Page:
FEELING DOWN OCCASIONALLY IS normal. But sometimes an unrelenting sadness takes over and it won’t go away. Serious depression can strike anyone, but people with diabetes are at greater risk. Similarly, people with depression
have a greater risk of developing type; 2 diabetes.
Diabetes and depression are usually thought of
as separate conditions, but there is growing
evidence that they are linked.
The connection may be stress, suggests
Frank Hu, MD, PhD, professor of nutrition and
New Light Dawning on Depression
epidemiology at the Harvard School of Public
Health. People who are depressed have elevated
levels of stress hormones such as cortisol, which
can lead to problems with glucose metabolism,
increased insulin resistance, and the
accumulation of belly fat—all diabetes risk
factors, Hu says.
Whether diabetes causes depression, or vice
versa, has been a subject of much research that
isn’t yet fully understood. But we do know that
the stress and demands of managing diabetes are
di;cult and can lead to symptoms of depression.
In turn, diabetes complications may worsen
depression, which can a;ect the ability to
communicate, think clearly, and perform
e;ectively. Most important, depression can a;ect
blood glucose control, worsen quality of life, and
lead to smoking, unhealthful eating, and lack of
physical activity, all risk factors for type; 2 diabetes.
When someone has both diabetes and
depression, the prognosis is worse—in terms
of severity, complications, treatment, and
mortality—and the costs to both the individual
and society are significantly higher than having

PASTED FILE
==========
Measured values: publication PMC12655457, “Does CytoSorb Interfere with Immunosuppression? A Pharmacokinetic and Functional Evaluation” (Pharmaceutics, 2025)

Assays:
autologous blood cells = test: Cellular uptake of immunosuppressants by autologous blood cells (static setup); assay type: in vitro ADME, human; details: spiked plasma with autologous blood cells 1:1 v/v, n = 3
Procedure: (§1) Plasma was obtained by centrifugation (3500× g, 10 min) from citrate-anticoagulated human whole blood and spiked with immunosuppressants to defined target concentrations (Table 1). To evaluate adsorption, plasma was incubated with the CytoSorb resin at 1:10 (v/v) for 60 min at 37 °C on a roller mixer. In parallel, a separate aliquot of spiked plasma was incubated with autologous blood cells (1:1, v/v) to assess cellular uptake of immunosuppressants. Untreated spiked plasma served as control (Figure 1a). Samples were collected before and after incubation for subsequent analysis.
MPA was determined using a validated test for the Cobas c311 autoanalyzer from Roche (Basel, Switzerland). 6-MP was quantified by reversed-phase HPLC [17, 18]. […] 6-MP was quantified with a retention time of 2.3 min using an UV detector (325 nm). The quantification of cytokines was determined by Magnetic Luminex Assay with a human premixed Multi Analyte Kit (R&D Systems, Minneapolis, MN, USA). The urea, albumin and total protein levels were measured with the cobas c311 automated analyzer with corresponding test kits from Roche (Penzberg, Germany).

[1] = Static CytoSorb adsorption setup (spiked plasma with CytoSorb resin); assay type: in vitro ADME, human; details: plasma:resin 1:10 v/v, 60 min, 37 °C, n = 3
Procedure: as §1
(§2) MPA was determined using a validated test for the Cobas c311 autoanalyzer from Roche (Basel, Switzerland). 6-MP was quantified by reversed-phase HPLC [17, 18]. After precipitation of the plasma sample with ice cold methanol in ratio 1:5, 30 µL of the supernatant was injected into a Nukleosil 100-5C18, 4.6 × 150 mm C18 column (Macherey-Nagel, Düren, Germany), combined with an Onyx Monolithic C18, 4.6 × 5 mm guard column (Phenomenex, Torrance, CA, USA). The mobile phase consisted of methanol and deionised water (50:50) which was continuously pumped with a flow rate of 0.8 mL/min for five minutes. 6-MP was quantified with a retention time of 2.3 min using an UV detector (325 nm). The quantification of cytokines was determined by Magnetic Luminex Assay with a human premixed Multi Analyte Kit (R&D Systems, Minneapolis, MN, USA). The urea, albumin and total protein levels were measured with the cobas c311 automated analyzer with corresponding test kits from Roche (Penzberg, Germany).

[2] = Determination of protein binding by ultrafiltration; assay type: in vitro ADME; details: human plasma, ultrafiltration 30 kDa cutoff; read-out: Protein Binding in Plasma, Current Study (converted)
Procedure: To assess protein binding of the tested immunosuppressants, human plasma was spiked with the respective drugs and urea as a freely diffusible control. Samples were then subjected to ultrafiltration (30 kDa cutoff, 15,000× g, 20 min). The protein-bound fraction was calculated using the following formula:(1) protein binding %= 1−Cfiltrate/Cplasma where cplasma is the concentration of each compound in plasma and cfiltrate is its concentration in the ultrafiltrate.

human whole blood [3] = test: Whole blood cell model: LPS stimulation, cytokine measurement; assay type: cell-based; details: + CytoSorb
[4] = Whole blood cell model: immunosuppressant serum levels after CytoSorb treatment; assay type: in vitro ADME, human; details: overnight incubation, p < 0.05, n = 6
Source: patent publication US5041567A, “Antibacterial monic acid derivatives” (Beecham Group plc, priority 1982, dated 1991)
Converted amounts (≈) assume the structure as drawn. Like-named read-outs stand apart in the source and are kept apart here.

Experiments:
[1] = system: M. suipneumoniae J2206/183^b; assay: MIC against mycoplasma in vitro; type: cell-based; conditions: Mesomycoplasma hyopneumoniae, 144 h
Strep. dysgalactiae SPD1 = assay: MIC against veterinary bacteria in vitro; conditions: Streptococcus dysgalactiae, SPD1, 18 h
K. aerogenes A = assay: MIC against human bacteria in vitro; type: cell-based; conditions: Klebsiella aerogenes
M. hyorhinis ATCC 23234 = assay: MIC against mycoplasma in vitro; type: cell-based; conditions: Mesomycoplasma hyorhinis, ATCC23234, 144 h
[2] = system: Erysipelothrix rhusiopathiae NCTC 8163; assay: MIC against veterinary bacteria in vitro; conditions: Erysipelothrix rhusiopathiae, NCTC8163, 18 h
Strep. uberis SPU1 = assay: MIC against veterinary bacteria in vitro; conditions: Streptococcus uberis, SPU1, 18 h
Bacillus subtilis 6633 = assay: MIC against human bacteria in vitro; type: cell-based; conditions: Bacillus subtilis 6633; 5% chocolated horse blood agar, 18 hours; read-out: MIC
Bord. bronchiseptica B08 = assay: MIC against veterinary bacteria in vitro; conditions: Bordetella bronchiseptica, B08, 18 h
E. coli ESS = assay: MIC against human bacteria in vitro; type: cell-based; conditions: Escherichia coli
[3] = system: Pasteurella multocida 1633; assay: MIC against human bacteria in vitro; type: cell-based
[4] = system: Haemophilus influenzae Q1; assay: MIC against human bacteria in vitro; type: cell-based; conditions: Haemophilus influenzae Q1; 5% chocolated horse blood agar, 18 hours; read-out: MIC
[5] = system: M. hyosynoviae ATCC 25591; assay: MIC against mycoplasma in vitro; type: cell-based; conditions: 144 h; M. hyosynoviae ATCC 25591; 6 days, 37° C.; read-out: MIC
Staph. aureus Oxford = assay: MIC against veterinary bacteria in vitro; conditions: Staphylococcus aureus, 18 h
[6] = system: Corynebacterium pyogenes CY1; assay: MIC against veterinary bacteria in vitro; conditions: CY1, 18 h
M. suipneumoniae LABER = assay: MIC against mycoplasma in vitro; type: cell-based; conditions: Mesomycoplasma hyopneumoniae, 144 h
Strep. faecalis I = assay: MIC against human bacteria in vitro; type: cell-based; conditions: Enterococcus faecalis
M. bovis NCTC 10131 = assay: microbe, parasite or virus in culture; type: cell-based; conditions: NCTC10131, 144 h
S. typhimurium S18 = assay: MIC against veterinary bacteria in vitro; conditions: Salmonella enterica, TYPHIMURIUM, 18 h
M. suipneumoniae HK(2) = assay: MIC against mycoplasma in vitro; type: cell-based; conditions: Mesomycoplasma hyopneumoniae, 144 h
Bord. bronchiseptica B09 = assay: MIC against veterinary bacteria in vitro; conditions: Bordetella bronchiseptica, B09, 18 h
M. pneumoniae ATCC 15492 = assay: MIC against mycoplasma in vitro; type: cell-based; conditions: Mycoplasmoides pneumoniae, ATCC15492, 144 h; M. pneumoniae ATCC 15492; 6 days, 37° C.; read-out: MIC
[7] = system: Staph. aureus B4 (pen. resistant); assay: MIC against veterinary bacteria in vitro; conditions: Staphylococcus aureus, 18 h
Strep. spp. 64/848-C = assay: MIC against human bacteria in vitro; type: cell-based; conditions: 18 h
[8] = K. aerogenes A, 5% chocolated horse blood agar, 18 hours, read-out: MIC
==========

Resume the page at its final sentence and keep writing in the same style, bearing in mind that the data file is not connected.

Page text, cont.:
just one condition. Complicating matters, people
may receive a diagnosis and treatment for one of
the conditions, but not both. This is unfortunate,
because both conditions are treatable.
The American Diabetes Association is one
of many nongovernmental organizations and
government agencies that have
joined in a global initiative known
as the Dialogue on Diabetes and
Depression (DDD). It aims to raise
awareness of the challenges posed
by the combination of diabetes and
depression, and to help health care
providers recognize the dual
conditions and manage them better.
The first major training initiative by
the DDD, along with the International Council of
Nurses, was a program in October 2011 to train
nurses in six African countries. In Africa, nurses
are sometimes the only health care providers
available and play an important role in delivering
primary care. The DDD plans to extend the
program to countries in other parts of the world.
Increasing awareness of the link between
diabetes and depression should lead to better
diagnosis and treatment of the two conditions,
as well as other cases of comorbidity, when a
person has to deal with more than one disease
at the same time. That’s a big challenge for
medicine in the 21st century. Stay tuned for more
news on this groundbreaking initiative and more
research about improving the health of people
living with diabetes and depression.
There’s more on how diabetes
and depression are connected at
Christy L. Parkin, MSN, RN, CDE
;;;;;;;; 2012 | Diabetes Forecast 11